The Tennessee Court of Appeals has issued its opinion in Williams v. Smyrna Residential, LLC, No. M2021-00927-COA-R3-CV (Tenn. Ct. App. Apr. 8, 2022). The syllabus form the slip opinion reads:

This appeal concerns the enforceability of an arbitration agreement in a wrongful death lawsuit. James Williams [], individually as next of kin and on behalf of the wrongful death beneficiaries of Granville Earl Williams, Jr., deceased [], sued Smyrna Residential, LLC d/b/a Azalea Court and Americare Systems, Inc. [] n the Circuit Court for Rutherford County []. Decedent was a resident of Azalea Court, an assisted living facility. Plaintiff alleged his father died because of Defendants’ negligence. Defendants filed a motion to compel arbitration, citing an arbitration agreement [] entered into by Decedent’s daughter and durable power of attorney Karen Sams [] on behalf of Decedent when the latter was admitted to Azalea Court. Notably, the durable power of attorney [] did not cover healthcare decision-making. The Trial Court held that Sams lacked authority to enter into the Agreement and that, in any event, the wrongful death beneficiaries would not be bound by the Agreement even if it were enforceable. Defendants appeal. We affirm. 

Here is a link to the opinion:

https://www.tncourts.gov/sites/default/files/james.williams.opn_.pdf.

NOTE: This decision does a good job of explaining the law in Tennessee on nursing home arbitration agreements.  It also further clarifies our state's wrongful death law.  Its a must-read opinion for any lawyer dealing with these issues under Tennessee Substantive law. 

Thursday, March 31, 2022

New Health Care Liability Action: Denial of Summary Judgment to Defense Reversed on Appeal Because Certificate of Good Faith Was Not Properly Presented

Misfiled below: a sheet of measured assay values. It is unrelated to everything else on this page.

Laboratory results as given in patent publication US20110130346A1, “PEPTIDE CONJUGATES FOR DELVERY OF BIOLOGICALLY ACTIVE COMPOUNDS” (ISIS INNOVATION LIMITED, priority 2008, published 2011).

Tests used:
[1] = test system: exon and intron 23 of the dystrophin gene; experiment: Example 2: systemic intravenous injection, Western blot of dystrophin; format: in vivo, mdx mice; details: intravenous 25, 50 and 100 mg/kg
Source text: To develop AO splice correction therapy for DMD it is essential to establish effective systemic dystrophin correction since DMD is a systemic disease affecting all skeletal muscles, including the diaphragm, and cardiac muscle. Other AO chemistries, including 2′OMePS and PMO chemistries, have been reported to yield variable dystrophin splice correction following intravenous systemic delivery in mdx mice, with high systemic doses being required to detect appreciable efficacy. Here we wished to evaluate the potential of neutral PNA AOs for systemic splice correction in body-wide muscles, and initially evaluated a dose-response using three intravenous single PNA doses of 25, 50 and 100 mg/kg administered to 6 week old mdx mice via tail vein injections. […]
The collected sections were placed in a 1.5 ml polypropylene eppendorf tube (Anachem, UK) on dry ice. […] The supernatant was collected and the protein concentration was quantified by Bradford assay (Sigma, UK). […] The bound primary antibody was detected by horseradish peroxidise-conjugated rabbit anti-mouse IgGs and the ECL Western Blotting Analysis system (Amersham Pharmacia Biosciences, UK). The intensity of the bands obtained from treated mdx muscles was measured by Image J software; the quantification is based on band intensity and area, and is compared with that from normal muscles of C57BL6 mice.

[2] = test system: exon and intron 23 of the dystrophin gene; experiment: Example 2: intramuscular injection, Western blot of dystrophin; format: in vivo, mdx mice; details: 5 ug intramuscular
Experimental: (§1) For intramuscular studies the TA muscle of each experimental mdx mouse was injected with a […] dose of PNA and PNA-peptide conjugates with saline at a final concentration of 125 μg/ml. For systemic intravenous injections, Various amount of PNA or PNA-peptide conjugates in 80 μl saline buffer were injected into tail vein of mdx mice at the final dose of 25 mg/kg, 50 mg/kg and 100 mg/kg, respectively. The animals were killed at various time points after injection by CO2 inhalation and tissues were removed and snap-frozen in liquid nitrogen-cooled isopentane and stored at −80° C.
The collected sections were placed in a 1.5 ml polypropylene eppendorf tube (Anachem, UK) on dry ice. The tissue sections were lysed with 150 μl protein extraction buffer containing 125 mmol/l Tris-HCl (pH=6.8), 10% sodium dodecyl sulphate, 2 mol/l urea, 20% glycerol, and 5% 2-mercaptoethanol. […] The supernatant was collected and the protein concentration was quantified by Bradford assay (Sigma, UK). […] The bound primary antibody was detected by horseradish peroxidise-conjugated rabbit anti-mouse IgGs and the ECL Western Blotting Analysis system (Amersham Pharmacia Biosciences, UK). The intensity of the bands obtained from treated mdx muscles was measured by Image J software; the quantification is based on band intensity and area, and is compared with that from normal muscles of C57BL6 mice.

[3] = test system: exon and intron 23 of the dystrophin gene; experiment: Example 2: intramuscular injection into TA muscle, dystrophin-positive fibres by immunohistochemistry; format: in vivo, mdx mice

The Tennessee Court of Appeals has released its opinion in Estate of Blankenship v. Bradley Healthcare and Rehabilitation Center,  No. E2021-00714-COA-R10-CV (Tenn. Ct. App. Mar. 30, 2022). The syllabus reads:

In this health[]care liability action, a decedent’s estate and her son sued a nursing home and the county that owned the nursing home, alleging that the nursing home was negligent in the care of the decedent. The nursing home and the county filed a motion to dismiss [(which was converted to a motion for summary judgment because matters outside the pleadings were considered)] the case for failure to comply with the certificate of good faith filing requirement in Tenn. Code Ann. § 29-26-122. The trial court denied the motion, finding that an exhibit attached to the complaint satisfied the certificate of good faith filing requirement. Because the exhibit did not contain all of the information required for a certificate of good faith, we reverse and remand.

Here is a link to the slip opinion:

https://www.tncourts.gov/sites/default/files/estate_of_beulah_blankenship_et_al._v._bradley_healthcare_and_rehabilitation_center_et_al..pdf .

NOTE: This is a must-read decision for anyone who is involved with medical malpractice cases (n/k/a health care liability actions) governed by Tennessee substantive law because it offers up a good discussions of certificates of good faith that are required under Tennessee Code Annotated section 29-26-122 in these types of cases.

Friday, March 25, 2022

Summary Judgment for Defense Reversed on Appeal Because Trial Court Failed to Support and Explain Its Reasoning in Its Order

The Tennessee Court of Appeals has released its opinion in Smith v. Walker, No. W2021-00241-COA-R3-CV (Tenn. Ct. App. Mar. 22, 2022). The syllabus from the slip opinion reads:

Appellants purchased a home from Appellee that was contaminated with mold. Appellants therefore filed suit against Appellee. The trial court granted summary judgment in Appellee’s favor. Because the trial court’s order does not comply with Rule 56.04 of the Tennessee Rules of Civil Procedure or Smith v. UHS of Lakeside, Inc., we vacate and remand.

Here is a link to the opinion:

https://www.tncourts.gov/sites/default/files/smithmartinaopn.pdf

NOTE: While this is a memorandum opinion and cannot be cited by others as authority, Smith v. Walker, No. W2021-00241-COA-R3-CV, slip op. at 1, n.1 (Tenn. Ct. App. Mar. 22, 2022) (citing Tenn. Ct. App. R. 10), the authorities therein can be cited by others. Further, this opinion (and the authorities it cites) is instructive and a must read for anyone who is involved with a motion for summary judgment in a Tennessee state court.  


Saturday, February 26, 2022

Constitutionality of a Metro. Davidson County (Tenn.) Ordinance and the Presumption Thereunder Upheld on Appeal